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The role of vitamin B12 at chronic antiepileptic drug treatment


A more systematic study of correlation of vitamin B12 levels and mental health. During the patient's stay in our clinic ward she mentioned hemodia, unstable walking, and a not elucidatory determinative weakness at both hands. After full neurological examination, we moved to the examination of B12 levels. As these levels were 150 pg/mL we started substitute treatment, provided that the patient had been taking antiepileptic medicine for years and had low toxicity of B12. At following neurological examinations the clinical icon of the patient had obviously improved. Carbamazepine and sodium valproate are widely used as maintenance treatment of bipolar disorder.Although the alteration of accumulation of B12 in serum is not totally acceptable by scientists [1], [2], [3], there are indications for the relation between antiepileptic medicine and reduced levels of B12 at least at cerebrospinal fluid folate [4]. Additionally, the combination of any inefficiency with the chronic alcoholism that is often present in this category of mental patients and the rise of life expectancy creates the need of a bigger demanded quantity of B12 in their diet.

Materials and methods

A female patient, with bipolar disorder II. Psychiatric and physical examination, laboratory tests, scientific review.


It has been over 20 years when an incident of a maniac patient without megaloblast anemia has been reported for the first time [5]. The role of B12 at nervous system function is widely known, either it concerns the spinal marrow disorders (dorsal and side phacycilus) or the anoia as pathogenic factor.It is obvious that the B12 can improve the neurologic symptoms of patients who receive chronic antiepileptic drug treatment, even though they do not have anemia [6].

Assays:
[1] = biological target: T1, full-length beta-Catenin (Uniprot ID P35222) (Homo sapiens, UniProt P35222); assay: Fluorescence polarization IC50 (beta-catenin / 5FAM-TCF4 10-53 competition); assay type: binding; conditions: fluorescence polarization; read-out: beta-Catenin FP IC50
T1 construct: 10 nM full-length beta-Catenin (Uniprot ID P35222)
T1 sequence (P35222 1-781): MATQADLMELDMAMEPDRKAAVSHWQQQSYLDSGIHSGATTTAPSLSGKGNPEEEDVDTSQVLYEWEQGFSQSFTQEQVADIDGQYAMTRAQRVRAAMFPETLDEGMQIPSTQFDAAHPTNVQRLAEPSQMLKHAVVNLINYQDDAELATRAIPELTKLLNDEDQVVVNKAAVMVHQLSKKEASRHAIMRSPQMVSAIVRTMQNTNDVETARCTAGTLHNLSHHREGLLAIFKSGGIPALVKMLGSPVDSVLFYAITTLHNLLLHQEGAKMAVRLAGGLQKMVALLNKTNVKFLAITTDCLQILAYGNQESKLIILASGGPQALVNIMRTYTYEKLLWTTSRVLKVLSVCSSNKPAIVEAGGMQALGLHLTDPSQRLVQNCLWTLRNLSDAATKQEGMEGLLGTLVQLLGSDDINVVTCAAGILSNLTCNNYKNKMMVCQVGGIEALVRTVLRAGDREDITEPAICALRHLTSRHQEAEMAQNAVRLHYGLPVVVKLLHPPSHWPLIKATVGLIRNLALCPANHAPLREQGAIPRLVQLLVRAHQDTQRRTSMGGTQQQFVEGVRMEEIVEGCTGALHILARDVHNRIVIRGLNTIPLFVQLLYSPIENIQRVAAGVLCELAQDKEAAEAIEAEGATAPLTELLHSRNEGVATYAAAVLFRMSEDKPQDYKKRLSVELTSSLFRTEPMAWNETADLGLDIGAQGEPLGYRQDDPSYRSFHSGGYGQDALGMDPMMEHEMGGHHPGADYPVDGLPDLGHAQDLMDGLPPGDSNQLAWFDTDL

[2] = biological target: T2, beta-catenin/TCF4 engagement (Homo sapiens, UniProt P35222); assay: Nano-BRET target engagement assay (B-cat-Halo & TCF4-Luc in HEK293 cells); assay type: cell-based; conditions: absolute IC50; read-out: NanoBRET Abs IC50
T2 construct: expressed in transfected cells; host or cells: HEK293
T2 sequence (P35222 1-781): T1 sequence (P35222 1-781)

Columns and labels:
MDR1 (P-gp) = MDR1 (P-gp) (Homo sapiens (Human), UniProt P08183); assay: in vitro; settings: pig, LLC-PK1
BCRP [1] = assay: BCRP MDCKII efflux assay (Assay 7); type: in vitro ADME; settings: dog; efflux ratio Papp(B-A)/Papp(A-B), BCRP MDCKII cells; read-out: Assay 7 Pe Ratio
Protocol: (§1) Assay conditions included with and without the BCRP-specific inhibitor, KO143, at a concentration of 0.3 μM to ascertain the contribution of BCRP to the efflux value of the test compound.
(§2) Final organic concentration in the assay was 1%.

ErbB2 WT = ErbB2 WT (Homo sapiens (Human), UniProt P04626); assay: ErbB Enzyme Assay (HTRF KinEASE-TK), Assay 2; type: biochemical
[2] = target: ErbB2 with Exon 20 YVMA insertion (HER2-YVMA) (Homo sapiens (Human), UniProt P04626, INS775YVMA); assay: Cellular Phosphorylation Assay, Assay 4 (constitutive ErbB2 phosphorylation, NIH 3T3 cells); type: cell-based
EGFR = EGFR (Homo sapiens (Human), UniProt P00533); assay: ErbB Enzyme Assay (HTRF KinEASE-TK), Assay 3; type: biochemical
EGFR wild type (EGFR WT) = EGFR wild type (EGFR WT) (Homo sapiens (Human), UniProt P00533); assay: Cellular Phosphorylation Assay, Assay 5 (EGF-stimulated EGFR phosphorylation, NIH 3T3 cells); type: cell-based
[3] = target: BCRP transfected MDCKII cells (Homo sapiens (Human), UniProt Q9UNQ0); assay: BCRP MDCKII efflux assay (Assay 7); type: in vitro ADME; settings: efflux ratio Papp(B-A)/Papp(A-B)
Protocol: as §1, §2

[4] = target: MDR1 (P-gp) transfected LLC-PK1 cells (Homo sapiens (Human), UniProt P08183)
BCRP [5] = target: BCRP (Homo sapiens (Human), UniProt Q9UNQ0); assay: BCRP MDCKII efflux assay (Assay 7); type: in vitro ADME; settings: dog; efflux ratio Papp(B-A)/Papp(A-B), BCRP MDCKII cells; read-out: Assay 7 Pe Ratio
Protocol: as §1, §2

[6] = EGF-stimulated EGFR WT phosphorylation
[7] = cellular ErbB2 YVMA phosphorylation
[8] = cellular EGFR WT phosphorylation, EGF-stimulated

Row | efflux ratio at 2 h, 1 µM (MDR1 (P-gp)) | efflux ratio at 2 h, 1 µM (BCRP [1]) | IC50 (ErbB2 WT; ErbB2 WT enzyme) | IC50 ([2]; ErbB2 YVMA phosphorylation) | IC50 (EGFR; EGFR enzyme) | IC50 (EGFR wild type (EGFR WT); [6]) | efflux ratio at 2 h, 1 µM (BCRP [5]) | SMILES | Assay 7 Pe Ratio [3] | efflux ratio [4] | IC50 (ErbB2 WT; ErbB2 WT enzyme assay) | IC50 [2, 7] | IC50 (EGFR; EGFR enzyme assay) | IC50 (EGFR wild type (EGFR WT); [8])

It is worth taking into account if the test of B12 levels can or must be introduced in routine laboratory tests.


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Open Access This article is published under license to BioMed Central Ltd. This is an Open Access article is distributed under the terms of the Creative Commons Attribution 2.0 International License (, which permits unrestricted use, distribution, and reproduction in any medium, provided the original work is properly cited.

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Neroutsos, E., Vagionis, G. & Fiste, M. The role of vitamin B12 at chronic antiepileptic drug treatment. Ann Gen Psychiatry 7 (Suppl 1), S311 (2008).

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